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David Hegg: Life and legacy

Posted: May 18, 2014 2:00 a.m.
Updated: May 18, 2014 2:00 a.m.
 

In my little world I often hear guys musing about their legacy.

They wonder how they will be remembered, what lasting impressions they will leave on the world, and if the things they started will continue.

Frankly, I’m sick and tired of hearing these discussions, and even more tired of folks asking me what I think my legacy will be.

In the first place, questions about legacy almost always come from those who look at us old folks as though we were ready to be put out to pasture. Is the subject of legacy something you young folks bring up hoping to be polite as you insinuate that we seasoned folks should step aside?

Well, we’re not going anyplace yet ... just so you know. We’re sticking around until we’re fresh out of value, and you’re ready to take over.

We think you’re great, and will be better than we’ve been, but only if you learn a few things before it’s your turn.

But the greater problem with this thing called legacy is that it is just a stupid idea. Any energy expended now in order to make sure those we leave behind have an emotional monument in their hearts to our memory is both selfish and wasteful.

With so much to be done in the here and now, we would be wise to do what we can today and let the future take care of itself.

Yesterday is a canceled check, and tomorrow is a promissory note. Today is cash and we’d better spend it with as much vigor and courage as possible.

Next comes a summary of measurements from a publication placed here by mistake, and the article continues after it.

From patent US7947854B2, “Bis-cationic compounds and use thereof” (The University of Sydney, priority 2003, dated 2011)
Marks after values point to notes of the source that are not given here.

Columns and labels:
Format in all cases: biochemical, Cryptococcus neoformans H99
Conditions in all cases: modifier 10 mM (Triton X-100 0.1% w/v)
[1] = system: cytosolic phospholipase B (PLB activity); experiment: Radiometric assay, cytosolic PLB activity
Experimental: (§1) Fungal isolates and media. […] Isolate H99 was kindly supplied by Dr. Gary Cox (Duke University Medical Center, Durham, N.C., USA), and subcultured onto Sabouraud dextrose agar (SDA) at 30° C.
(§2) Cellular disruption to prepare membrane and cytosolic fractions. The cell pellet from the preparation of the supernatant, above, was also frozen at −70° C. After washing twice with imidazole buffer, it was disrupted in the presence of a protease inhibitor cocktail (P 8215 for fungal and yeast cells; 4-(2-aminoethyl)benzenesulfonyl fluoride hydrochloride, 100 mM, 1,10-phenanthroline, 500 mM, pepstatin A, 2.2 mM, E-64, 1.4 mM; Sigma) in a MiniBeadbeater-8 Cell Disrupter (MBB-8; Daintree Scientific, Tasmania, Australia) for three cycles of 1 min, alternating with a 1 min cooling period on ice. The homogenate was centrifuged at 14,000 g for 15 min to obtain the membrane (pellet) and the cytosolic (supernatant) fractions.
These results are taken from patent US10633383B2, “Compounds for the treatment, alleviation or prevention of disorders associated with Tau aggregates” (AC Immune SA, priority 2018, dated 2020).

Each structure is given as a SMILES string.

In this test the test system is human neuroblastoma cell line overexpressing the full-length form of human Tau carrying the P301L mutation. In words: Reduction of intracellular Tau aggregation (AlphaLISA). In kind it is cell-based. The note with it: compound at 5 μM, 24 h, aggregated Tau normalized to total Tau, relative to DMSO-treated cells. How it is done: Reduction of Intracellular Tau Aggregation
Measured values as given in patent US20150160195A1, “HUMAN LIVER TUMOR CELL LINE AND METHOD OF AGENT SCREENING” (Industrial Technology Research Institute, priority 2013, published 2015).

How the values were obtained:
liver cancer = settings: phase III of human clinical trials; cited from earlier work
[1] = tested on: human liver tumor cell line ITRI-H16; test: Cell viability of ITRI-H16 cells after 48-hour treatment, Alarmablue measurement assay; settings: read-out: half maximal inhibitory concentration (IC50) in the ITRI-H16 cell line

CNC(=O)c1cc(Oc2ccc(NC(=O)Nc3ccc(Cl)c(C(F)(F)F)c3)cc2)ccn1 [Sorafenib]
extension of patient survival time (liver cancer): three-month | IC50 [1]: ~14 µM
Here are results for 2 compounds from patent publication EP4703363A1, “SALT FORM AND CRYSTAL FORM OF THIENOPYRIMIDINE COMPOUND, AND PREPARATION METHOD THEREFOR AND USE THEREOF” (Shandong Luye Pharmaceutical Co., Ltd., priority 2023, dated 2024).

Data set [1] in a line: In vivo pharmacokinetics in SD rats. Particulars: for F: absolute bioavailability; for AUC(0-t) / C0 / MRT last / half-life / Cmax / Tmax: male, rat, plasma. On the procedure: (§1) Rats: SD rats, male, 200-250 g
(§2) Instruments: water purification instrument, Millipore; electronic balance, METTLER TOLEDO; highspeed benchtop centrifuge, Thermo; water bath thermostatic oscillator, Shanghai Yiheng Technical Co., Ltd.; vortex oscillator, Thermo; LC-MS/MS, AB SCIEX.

I have seen those worried about their legacy shy away from hard decisions, opt not to take on important challenges, and even forsake people and positions they once held dear.

Like too many political leaders, they test the prevailing winds of public opinion and plot their course accordingly.

After all, they have to protect their legacy.

This dreadful, soul-diminishing disease of “legacyitis” seems to be almost epidemic today. Too many are living today in a way they think will make them memorable tomorrow.

They are more focused on what people will think when they’re gone, than on their character and accomplishments today.

We would do well to take a page from the life of an 18th century German count named Nicolas Zinzendorf. Born in 1700 in Dresden to one of the most influential families in Europe, he went on to become a religious leader in the Moravian movement.

Among other things, many of his followers determined to sell themselves as slaves in order to bring the message of Jesus to the many victimized by the human slave trade.

They also organized an amazing prayer vigil that continued, 24 hours a day, for over 100 years.

With all that this great man did, he never considered his legacy something that needed to be planned for or even considered.

One of his many poignant quotes aptly and succinctly expressed his heart. “Preach the gospel, die, and be forgotten.”

He poured his life into his work, adding challenge after challenge without considering how success or failure would be remembered. As a result, we remember him with great admiration, and seek to model his passions and priorities.

So, if you and I are truly interested in leaving a legacy, the best thing you can do is forget about building it and concentrate on living a life that is worth remembering.

Be a noble, ethical, and loving person. Do things well, and have something valuable to say. Ground your life in truth, prize your integrity, and build strong, healthy relationships.

Love God and love your neighbor, and rest in the fact that your legacy won’t matter then if your life doesn’t matter now.

 

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